There are some ways to fix, at least partially, the issue. First thing you should do is refer to your doctor for an evaluation:
- If the droopy eyelid is the result of an uneven application of Botox, this can be easily corrected with further injections.
- The doctor may also perform a non-surgical brow lift using dermal fillers to correct the ptosis.
- The doctor may prescribe some Apraclonidine 0.5% eyedrops. These eyedrops may be used up to three times per day and stimulate the muscles to raise the upper eyelid, providing temporary relief.
- Massaging the muscles. You can try and use something like the back of an electric toothbrush for a couple of minutes 2-3 times a day to massage the affected area. Although there is not much evidence supporting this practice, some people have anecdotally found it helpful in speeding up the recovery.
- Using make-up or changing the hairstyle may also help in disguising the issue if you feel uncomfortable while in public.
How to prevent droopy eyelid or eyebrow after Botox injection?
The first and most important advice in preventing droopy eyelids or any other bad outcome from Botox, as well as from other medical treatments, is to refer to a properly trained and experienced practitioner. You may want to have a second opinion too, to compare the two consultations. If you want to avoid this hassle you can refer to a dermal clinic where they take care of vetting doctors and dermatologists, checking qualifications, knowledge and experience for your convenience.
After choosing the right provider, you should let the doctor know of any medication taken in the previous few weeks, as they can interact with Botox treatment. You should also tell if you had Botox treatment in the previous months or if you had facial surgeries in the past.
After treatment, you should follow your doctor’s advice including:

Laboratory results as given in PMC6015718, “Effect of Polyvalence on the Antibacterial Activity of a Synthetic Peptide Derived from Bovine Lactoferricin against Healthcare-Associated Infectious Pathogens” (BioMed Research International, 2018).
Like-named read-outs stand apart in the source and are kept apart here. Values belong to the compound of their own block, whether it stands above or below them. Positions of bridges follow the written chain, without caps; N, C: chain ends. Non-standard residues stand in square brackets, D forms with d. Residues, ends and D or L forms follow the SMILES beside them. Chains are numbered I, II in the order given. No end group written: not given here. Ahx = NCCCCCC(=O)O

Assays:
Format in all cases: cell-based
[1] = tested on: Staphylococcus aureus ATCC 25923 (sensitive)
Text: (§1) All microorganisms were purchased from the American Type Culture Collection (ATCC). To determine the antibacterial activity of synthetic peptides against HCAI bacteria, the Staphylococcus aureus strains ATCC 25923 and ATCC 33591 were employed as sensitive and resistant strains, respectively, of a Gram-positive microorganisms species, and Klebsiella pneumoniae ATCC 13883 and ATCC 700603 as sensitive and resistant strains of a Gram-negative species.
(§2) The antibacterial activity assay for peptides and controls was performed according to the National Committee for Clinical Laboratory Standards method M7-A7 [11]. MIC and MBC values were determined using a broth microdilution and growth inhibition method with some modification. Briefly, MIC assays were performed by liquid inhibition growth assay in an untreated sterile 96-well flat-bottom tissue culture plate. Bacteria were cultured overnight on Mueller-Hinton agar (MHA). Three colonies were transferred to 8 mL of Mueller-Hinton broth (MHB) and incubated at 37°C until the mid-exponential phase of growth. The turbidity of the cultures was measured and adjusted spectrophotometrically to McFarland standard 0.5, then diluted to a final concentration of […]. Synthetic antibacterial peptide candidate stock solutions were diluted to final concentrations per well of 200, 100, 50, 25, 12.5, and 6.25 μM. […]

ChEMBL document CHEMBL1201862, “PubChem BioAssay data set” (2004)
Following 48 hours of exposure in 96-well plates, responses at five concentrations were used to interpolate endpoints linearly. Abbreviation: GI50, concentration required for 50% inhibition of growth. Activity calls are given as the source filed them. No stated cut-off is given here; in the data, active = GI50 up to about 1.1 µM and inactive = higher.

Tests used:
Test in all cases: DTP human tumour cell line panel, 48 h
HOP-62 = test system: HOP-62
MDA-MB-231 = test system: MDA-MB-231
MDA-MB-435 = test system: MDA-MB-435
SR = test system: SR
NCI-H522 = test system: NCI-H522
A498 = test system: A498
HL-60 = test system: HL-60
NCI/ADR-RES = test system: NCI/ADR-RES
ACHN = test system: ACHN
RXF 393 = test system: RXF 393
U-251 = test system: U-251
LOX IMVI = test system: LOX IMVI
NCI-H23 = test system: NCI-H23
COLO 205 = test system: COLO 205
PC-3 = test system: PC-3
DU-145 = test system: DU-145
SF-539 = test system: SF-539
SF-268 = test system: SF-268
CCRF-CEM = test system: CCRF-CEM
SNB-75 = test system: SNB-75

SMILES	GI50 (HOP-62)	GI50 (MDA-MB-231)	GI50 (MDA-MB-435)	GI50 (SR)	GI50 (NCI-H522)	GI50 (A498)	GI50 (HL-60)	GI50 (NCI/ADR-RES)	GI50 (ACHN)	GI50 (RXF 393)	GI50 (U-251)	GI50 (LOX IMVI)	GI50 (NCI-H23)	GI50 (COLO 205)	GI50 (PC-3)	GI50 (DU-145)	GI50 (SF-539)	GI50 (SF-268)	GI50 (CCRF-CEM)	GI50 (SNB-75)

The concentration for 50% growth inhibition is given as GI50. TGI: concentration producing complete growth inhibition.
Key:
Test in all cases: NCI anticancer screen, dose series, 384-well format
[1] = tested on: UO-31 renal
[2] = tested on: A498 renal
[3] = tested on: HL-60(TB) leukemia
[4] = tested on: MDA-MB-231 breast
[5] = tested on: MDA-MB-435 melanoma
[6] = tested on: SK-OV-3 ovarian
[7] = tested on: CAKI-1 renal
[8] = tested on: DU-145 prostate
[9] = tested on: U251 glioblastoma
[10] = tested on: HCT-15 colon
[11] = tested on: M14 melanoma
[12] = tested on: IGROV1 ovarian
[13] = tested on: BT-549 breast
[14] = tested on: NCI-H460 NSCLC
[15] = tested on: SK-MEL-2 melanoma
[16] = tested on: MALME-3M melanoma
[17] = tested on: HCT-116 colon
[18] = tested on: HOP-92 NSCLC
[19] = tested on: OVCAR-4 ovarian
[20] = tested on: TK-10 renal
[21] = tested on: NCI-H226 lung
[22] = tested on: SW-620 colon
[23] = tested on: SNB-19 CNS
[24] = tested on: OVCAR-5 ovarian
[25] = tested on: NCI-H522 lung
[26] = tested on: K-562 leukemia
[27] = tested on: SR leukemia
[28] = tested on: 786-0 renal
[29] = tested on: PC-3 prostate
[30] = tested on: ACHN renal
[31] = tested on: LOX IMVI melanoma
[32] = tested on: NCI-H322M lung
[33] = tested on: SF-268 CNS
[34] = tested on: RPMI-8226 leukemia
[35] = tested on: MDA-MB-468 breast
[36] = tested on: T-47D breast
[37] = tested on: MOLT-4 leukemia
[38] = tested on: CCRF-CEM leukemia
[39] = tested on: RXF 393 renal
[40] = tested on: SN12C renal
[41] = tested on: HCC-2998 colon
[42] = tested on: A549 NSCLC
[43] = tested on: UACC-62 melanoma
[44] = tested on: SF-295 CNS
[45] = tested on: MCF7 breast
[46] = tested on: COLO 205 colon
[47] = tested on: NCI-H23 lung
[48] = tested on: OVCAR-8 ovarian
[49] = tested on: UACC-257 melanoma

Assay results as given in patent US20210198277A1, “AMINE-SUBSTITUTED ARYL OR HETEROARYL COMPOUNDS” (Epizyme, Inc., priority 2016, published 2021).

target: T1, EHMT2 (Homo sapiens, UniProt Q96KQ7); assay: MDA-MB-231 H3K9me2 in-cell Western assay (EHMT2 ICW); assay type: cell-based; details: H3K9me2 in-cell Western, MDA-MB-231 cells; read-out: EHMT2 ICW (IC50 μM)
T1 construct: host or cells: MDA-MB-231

- Avoid rubbing or massaging your face for 24 hours and avoid facials, beauty treatments and professional face massages for a couple of days
- Avoid lying down for at least 4 hours
- Avoid make-up for 24 hours
- Avoid tight headwear for 24 hours
- Avoid sleeping on your face the first night
- Avoid alcohol consumption for at least 24 hours
- Avoid sun exposure or hot bath, saunas, steam rooms for a couple of days
- Avoid strenuous physical activity for 24 hours
- Avoid some medications, such as blood thinners (aspirin included) for a couple of days. Ask your treating physician before taking any.
How to fix a droopy eyelid with Botox?
Sometimes a droopy eyelid is not the result of a botched procedure, but it is caused physiologically by the aging process. Both males and females are affected by this issue, and they often complain to their doctor that they look tired when they look at themselves in the mirror as well as they receive comments from friends and acquaintances that they have a tired look. In some cases, the droopy eyelid affects their field of vision too. Many surgical and non-surgical options are available for these patients one of which is using neuromodulators: Botox may be used to create a brow lift effect, pulling the proper muscles and restoring a normal and rested appearance to these patients.
Resources: A Redaelli, R Forte – Journal of Cosmetic & Laser Therapy, M King – Journal of Clinical and Aesthetic Dermatology, M Crist – American Academy of Optometry, YS Chang, CC Chang – Medicine, MedTravel.asia, American Society of Plastic Surgery (ASPS)